Charlottesville, VA—Virginia Foundation for the Humanities (VFH) announces $92,400 in grants to twenty-three nonprofit organizations in support of public humanities programs for audiences throughout the Commonwealth and beyond.
The VFH Grant Program responds directly to the interests and concerns of local communities in Virginia, as well as to the needs of the educational organizations that serve them. Since 1974, VFH has awarded more than 3,500 grants, bringing scholars and citizens together to promote a greater understanding of the humanities.
VFH grant projects reach an estimated annual audience of 1.5 million, with an average 4:1 dollar match. Rob Vaughan, founding president of VFH, comments: “The Foundation’s work touches every city, county, and district across the state and beyond. Our grants are often the initial source of funding, helping ambitious projects find a foothold and supporting small organizations that encourage connections and discoveries at the most local level.”
As a result of VFH grant funding, exhibits, public forums and discussions, media programs (film, video, radio, and digital media), publications, research, teachers’ institutes and seminars, oral history projects, lectures and conferences, and other kinds of programs have harnessed the power of the humanities to address important issues and enrich the cultural life of the state.
The following organizations received grants from VFH between January and July 2016:
2019 Commemoration, Inc. (Williamsburg): $4,000
The Year Before the Pilgrims: America in 1619 – Research and script development for a documentary film on the early years of the Jamestown story, focusing on the events of 1619.
Christopher Newport University (Newport News): $5,000
Teach the Middle East Conference – A three-day teachers’ conference on the Middle East and North Africa, culminating in a festival featuring food and music from Middle Eastern and North African communities in the Hampton/Newport News area.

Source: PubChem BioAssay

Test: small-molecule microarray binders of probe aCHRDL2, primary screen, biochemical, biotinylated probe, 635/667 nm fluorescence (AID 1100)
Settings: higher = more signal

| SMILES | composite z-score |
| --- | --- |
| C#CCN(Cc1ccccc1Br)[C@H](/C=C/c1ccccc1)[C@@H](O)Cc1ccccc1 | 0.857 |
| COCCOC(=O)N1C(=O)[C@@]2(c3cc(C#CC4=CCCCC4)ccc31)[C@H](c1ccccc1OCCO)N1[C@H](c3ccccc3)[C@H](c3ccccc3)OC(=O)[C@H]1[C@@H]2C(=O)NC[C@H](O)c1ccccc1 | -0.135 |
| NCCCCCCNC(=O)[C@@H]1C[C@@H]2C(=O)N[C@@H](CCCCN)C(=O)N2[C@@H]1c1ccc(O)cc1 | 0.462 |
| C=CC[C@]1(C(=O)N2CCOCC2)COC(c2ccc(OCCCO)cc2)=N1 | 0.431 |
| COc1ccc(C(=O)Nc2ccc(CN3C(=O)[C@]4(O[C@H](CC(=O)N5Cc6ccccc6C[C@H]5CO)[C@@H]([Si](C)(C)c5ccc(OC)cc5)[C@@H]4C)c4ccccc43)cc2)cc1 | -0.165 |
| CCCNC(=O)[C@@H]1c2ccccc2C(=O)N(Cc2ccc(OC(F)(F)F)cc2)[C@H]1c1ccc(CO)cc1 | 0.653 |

Church World Service Immigration and Refugee Program (Harrisonburg): $3,000
A State of Many Nations: The Many Faces of Harrisonburg – A storytelling and film discussion program organized around the theme “The Many Faces of Harrisonburg,” focusing on immigrants who have lived in the Shenandoah Valley for generations as well as those who have arrived more recently.
Church World Service Immigration and Refugee Program (Harrisonburg): $6,500
CWS Immigration and Refugee Program Photography Exhibit – An interpretive exhibit, publication, and two public lectures focusing on immigration and the experience of immigrant and refugee families in the Harrisonburg area.
Downtown Farmville Partnership (Farmville): $5,000
Farmville Civil Rights Walking Tour – Design and development of a civil rights walking tour of downtown Farmville, to be presented in a printed brochure and through a website.
Eastern Mennonite University (Harrisonburg): $6,500
The Mennonites: A People Apart – Research and pre-production for a documentary film on Mennonites in America, with a focus on the history of Mennonite communities in Virginia.
EVS Communications (Washington, D.C.): $6,000
Línea Directa Project – Production of a special episode of the Spanish-language program Linea Directa, exploring the “origins, development, and growth” of Latino communities in Northern Virginia.
Foundation for Historic Christ Church (Weems): $1,500
Robert Carter III and the 1791 Deed of Emancipation – An exhibit and related programs commemorating the 225th anniversary of the 1791 Deed of Emancipation, by which noted Virginian Robert Carter III provided for the gradual manumission of more than 500 African Americans enslaved on his plantations.
Fractured Atlas (New York): $3,000
Presentation of Son Jarocho music and culture from Veracruz, Mexico – A series of events in Charlottesville and the Eastern Shore exploring and presenting the Son Jarocho musical tradition native to the Veracruz region of Mexico.
Furious Flower Poetry Center (Harrisonburg): $1,000